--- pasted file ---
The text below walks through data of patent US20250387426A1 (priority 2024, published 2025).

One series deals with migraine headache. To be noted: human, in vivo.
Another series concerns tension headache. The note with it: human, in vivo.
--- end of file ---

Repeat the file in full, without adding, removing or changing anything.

The text below walks through data of patent US20250387426A1 (priority 2024, published 2025).

One series deals with migraine headache. To be noted: human, in vivo.
Another series concerns tension headache. The note with it: human, in vivo.